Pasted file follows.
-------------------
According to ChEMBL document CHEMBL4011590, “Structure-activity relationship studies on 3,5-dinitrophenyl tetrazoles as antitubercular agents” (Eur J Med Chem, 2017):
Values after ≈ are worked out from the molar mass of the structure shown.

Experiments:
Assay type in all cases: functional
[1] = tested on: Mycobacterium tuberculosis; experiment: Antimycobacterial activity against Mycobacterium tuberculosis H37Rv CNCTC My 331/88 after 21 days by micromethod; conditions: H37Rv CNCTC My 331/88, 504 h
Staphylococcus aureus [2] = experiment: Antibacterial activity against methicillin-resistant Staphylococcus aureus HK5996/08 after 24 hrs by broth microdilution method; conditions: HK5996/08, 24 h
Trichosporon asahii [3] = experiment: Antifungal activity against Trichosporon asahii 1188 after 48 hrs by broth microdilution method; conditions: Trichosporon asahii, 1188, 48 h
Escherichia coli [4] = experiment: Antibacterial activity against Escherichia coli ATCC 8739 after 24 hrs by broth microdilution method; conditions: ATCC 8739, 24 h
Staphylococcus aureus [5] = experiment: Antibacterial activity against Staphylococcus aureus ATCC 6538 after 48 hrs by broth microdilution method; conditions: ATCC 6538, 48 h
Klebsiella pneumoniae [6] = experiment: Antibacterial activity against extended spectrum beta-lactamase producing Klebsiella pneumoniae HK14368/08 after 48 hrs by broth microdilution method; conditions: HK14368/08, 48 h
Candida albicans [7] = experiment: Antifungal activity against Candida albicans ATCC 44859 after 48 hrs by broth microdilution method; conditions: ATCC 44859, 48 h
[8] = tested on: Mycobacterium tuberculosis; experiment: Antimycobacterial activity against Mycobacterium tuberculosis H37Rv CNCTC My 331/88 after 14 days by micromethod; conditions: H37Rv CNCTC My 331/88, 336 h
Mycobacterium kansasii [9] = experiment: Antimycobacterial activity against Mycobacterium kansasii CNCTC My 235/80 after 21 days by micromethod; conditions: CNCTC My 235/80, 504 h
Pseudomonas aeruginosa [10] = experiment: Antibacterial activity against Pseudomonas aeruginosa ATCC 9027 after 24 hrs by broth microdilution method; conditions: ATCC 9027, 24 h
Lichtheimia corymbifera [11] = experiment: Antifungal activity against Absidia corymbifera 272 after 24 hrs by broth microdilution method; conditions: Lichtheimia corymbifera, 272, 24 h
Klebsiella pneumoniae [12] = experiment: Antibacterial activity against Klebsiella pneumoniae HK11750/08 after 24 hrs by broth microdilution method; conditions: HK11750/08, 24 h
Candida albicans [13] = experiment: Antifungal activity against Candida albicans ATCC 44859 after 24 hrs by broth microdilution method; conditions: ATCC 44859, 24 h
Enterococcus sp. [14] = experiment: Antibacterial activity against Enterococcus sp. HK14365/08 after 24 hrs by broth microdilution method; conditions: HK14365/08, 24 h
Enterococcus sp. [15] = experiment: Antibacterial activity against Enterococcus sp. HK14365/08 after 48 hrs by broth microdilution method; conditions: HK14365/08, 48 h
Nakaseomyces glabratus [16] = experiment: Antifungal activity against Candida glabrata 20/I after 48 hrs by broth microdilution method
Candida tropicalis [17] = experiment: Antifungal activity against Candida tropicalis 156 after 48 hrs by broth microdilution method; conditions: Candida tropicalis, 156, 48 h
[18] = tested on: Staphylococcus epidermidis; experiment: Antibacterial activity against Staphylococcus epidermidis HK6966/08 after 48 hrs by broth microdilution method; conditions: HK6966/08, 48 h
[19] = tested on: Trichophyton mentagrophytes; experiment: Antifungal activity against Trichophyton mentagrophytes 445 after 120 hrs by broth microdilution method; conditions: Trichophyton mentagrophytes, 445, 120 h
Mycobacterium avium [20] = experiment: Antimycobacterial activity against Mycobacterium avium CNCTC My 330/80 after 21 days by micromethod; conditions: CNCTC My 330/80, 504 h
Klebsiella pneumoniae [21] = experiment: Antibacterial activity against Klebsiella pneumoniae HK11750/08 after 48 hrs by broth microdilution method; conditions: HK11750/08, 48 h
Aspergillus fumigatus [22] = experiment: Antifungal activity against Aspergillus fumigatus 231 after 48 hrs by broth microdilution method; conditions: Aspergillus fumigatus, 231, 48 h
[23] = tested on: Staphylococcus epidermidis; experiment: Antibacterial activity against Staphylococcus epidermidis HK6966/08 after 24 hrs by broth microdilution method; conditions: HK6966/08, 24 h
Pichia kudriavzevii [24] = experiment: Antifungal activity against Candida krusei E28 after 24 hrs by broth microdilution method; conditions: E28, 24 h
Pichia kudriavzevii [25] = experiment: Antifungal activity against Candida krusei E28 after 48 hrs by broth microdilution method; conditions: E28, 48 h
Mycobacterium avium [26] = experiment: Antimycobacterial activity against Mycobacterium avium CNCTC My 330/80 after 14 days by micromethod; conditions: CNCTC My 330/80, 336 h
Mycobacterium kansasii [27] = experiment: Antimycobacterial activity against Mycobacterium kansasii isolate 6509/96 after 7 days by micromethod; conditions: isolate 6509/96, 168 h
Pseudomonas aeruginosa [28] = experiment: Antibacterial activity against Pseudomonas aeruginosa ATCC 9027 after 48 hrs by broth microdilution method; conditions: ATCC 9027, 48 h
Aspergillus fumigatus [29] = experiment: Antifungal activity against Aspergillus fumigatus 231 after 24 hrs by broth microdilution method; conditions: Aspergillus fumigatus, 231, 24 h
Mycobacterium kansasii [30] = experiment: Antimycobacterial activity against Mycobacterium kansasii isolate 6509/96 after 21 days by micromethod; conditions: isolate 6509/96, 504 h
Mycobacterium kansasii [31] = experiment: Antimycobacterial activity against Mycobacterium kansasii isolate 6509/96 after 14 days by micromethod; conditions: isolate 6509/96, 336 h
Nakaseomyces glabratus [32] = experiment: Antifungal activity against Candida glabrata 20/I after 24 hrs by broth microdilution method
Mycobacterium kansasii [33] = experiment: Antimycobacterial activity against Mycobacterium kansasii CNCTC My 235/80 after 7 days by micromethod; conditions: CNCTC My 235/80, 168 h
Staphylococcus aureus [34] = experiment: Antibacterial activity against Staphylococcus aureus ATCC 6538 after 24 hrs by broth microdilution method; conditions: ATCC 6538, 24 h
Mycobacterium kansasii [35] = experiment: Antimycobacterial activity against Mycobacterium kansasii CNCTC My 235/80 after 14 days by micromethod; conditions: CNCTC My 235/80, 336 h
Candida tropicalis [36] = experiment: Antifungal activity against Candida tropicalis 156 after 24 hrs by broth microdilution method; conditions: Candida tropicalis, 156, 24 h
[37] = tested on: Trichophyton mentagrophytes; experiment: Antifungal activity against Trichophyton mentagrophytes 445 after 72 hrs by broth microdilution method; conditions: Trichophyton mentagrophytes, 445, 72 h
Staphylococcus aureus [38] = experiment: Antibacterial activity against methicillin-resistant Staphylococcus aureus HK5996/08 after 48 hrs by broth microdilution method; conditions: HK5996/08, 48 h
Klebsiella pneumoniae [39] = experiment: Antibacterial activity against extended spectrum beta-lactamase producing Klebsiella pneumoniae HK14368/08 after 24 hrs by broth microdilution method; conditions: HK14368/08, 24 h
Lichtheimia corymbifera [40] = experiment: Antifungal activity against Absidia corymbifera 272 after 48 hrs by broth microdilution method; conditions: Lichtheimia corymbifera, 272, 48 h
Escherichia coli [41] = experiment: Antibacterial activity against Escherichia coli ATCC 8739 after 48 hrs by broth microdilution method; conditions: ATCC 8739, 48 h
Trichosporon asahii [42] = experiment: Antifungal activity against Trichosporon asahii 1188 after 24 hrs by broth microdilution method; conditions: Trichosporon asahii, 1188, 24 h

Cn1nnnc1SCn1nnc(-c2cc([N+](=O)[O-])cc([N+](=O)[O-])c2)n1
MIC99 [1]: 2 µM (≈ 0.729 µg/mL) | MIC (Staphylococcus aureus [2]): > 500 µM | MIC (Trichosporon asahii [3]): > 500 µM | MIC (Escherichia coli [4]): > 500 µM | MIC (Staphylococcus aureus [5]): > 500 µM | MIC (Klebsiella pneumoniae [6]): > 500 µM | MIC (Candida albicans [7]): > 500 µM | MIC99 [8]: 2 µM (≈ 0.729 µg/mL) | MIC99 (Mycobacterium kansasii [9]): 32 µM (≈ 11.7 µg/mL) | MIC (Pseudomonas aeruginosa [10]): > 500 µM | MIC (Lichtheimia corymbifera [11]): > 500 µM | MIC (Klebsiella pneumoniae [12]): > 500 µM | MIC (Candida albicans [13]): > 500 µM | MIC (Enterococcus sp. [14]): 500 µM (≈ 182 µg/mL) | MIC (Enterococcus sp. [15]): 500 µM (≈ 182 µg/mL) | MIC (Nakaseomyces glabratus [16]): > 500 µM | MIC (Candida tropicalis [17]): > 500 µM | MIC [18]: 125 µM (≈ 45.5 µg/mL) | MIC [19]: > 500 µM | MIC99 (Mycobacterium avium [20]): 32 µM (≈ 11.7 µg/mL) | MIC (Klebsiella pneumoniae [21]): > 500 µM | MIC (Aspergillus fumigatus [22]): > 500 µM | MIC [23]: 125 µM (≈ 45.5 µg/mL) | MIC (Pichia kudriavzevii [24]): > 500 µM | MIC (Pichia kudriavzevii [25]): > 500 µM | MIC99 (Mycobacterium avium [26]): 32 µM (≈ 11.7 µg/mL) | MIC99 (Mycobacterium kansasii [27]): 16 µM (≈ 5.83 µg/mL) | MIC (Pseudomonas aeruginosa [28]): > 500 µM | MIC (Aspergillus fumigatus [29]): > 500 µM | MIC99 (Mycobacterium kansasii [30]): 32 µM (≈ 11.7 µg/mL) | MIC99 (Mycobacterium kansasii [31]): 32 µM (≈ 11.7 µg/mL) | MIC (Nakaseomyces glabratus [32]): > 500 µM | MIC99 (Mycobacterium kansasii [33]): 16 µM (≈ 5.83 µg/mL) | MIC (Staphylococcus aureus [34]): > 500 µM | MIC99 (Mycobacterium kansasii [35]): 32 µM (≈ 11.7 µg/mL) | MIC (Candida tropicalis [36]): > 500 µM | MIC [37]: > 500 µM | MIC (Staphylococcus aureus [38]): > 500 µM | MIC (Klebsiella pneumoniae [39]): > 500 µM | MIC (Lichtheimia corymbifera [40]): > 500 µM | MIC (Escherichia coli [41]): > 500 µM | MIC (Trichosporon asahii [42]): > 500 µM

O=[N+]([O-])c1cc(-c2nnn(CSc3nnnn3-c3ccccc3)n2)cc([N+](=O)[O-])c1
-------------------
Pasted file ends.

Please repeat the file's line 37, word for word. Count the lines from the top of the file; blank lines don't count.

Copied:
Mycobacterium kansasii [33] = experiment: Antimycobacterial activity against Mycobacterium kansasii CNCTC My 235/80 after 7 days by micromethod; conditions: CNCTC My 235/80, 168 h